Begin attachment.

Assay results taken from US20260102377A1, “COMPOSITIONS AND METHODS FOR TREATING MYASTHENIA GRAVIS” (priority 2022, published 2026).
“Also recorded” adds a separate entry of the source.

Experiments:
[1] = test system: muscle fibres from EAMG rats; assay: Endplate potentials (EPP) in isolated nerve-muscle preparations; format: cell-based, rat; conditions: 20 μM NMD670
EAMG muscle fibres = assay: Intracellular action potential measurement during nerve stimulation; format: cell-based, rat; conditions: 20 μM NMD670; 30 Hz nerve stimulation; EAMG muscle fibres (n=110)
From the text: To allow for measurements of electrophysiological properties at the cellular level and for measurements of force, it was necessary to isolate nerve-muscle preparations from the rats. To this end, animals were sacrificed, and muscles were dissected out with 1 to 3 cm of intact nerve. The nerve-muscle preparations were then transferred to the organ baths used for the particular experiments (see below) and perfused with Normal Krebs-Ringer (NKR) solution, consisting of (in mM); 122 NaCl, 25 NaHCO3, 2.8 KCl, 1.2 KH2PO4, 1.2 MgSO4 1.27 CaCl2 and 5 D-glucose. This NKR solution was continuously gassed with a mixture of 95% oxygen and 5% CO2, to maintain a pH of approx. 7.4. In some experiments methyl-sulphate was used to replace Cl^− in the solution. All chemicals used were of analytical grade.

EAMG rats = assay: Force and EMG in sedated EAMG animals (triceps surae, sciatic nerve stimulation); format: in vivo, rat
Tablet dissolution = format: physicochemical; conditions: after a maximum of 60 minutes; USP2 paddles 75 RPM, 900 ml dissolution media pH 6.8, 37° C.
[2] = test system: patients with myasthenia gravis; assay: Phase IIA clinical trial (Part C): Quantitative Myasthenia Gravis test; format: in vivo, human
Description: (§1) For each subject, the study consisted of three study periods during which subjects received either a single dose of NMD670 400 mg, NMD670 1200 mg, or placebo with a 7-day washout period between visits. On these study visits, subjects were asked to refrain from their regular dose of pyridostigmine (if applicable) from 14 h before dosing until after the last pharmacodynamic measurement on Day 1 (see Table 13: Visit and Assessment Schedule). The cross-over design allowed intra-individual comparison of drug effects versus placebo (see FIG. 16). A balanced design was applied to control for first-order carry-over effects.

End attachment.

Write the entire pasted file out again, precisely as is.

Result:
Assay results taken from US20260102377A1, “COMPOSITIONS AND METHODS FOR TREATING MYASTHENIA GRAVIS” (priority 2022, published 2026).
“Also recorded” adds a separate entry of the source.

Experiments:
[1] = test system: muscle fibres from EAMG rats; assay: Endplate potentials (EPP) in isolated nerve-muscle preparations; format: cell-based, rat; conditions: 20 μM NMD670
EAMG muscle fibres = assay: Intracellular action potential measurement during nerve stimulation; format: cell-based, rat; conditions: 20 μM NMD670; 30 Hz nerve stimulation; EAMG muscle fibres (n=110)
From the text: To allow for measurements of electrophysiological properties at the cellular level and for measurements of force, it was necessary to isolate nerve-muscle preparations from the rats. To this end, animals were sacrificed, and muscles were dissected out with 1 to 3 cm of intact nerve. The nerve-muscle preparations were then transferred to the organ baths used for the particular experiments (see below) and perfused with Normal Krebs-Ringer (NKR) solution, consisting of (in mM); 122 NaCl, 25 NaHCO3, 2.8 KCl, 1.2 KH2PO4, 1.2 MgSO4 1.27 CaCl2 and 5 D-glucose. This NKR solution was continuously gassed with a mixture of 95% oxygen and 5% CO2, to maintain a pH of approx. 7.4. In some experiments methyl-sulphate was used to replace Cl^− in the solution. All chemicals used were of analytical grade.

EAMG rats = assay: Force and EMG in sedated EAMG animals (triceps surae, sciatic nerve stimulation); format: in vivo, rat
Tablet dissolution = format: physicochemical; conditions: after a maximum of 60 minutes; USP2 paddles 75 RPM, 900 ml dissolution media pH 6.8, 37° C.
[2] = test system: patients with myasthenia gravis; assay: Phase IIA clinical trial (Part C): Quantitative Myasthenia Gravis test; format: in vivo, human
Description: (§1) For each subject, the study consisted of three study periods during which subjects received either a single dose of NMD670 400 mg, NMD670 1200 mg, or placebo with a 7-day washout period between visits. On these study visits, subjects were asked to refrain from their regular dose of pyridostigmine (if applicable) from 14 h before dosing until after the last pharmacodynamic measurement on Day 1 (see Table 13: Visit and Assessment Schedule). The cross-over design allowed intra-individual comparison of drug effects versus placebo (see FIG. 16). A balanced design was applied to control for first-order carry-over effects.